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Automatic information processing and stress in the natural environment : an emotion-modulated startle response study

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Automatic information processing and stress in the natural environment : an emotion-modulated startle response study

Nijjar, Rami (2009) Automatic information processing and stress in the natural environment : an emotion-modulated startle response study. Masters thesis, Concordia University.

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Abstract

Positive interpersonal relationships are integral to individuals' mental health and well being. Biases in the automatic processing of threatening social stimuli has been suggested as one mechanism that puts people at risk for greater dysfunction in interpersonal realms. The present study sought to explore this relationship using the emotion-modulated startle paradigm, a well-validated measure of automatic processing and defensive motivational system activation. Three separate objectives were addressed: (1) whether angry and happy facial images would differentially modulate the eye-blink startle response, (2) whether the emotion-modulated startle response to angry faces predicts the experience of chronic stress and stressful life events (SLEs) in the natural environment, as determined by the UCLA Chronic and Episodic Life Stress Interview, and (3) whether the relationship between the emotion-modulated startle response and indices of stress is moderated by depression scores. Results indicate that those who exhibit greater startle magnitude to angry faces also experience greater chronic stress and SLEs in non-interpersonal realms. Furthermore, depression and startle magnitude were seen to interact in the prediction of non-interpersonal stress such that high startle was predictive of stress in those with low depression scores. This study is among the first to demonstrate a relationship between psychophysiological measures of attention and the experience of stress in the natural environment, opening up avenues for future investigation.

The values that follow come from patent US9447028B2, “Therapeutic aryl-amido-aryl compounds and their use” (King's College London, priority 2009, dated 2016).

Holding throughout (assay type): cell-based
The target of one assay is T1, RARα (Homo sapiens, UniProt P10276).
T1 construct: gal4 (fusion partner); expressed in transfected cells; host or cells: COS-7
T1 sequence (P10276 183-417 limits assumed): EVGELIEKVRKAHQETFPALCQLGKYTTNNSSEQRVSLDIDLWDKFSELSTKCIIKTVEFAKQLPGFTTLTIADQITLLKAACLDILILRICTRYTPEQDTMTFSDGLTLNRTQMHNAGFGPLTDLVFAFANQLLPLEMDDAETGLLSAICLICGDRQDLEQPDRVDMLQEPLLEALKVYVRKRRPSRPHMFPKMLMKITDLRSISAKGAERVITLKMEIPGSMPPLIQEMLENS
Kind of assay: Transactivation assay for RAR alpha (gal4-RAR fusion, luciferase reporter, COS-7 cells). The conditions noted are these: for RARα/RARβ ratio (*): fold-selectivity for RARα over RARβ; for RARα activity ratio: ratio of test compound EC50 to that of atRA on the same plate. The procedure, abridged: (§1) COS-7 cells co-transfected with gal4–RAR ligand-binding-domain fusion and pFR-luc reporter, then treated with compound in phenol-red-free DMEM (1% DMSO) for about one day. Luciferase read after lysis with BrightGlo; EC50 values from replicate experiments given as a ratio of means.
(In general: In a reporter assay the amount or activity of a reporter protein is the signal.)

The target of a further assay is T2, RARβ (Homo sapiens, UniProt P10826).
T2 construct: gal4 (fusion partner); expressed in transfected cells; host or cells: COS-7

Divisions:Concordia University > Faculty of Arts and Science > Psychology
Item Type:Thesis (Masters)
Authors:Nijjar, Rami
Pagination:viii, 79 leaves : ill. ; 29 cm.
Institution:Concordia University
Degree Name:M.A
Program:Psychology
Date:2009
Thesis Supervisor(s):Ellenbogen, M
ID Code:976507
Deposited By: Concordia University Library
Deposited On:22 Jan 2013 16:27
Last Modified:18 Jan 2018 17:42
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